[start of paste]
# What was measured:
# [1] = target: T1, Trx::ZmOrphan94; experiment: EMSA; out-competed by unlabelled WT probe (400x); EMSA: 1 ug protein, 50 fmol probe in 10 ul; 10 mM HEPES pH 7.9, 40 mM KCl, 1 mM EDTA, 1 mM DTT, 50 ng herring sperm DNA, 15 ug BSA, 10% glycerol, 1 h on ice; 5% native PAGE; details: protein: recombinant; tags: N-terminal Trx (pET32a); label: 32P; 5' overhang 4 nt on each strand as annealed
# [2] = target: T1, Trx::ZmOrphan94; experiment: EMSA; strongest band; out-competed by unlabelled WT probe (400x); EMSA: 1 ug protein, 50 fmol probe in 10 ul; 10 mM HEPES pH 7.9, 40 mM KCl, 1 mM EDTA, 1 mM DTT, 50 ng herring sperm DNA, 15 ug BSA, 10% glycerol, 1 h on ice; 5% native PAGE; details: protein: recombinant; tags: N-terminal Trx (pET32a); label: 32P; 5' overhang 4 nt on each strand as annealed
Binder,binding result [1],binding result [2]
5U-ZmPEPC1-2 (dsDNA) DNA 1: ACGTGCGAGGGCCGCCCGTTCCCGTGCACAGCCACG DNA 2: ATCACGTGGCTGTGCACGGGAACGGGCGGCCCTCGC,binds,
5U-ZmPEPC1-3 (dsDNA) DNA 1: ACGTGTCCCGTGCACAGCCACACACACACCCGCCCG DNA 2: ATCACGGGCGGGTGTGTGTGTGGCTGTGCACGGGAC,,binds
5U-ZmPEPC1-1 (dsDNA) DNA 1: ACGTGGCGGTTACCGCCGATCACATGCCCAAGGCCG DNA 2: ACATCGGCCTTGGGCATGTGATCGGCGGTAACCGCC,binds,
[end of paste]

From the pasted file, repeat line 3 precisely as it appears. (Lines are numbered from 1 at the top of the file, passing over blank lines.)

# [2] = target: T1, Trx::ZmOrphan94; experiment: EMSA; strongest band; out-competed by unlabelled WT probe (400x); EMSA: 1 ug protein, 50 fmol probe in 10 ul; 10 mM HEPES pH 7.9, 40 mM KCl, 1 mM EDTA, 1 mM DTT, 50 ng herring sperm DNA, 15 ug BSA, 10% glycerol, 1 h on ice; 5% native PAGE; details: protein: recombinant; tags: N-terminal Trx (pET32a); label: 32P; 5' overhang 4 nt on each strand as annealed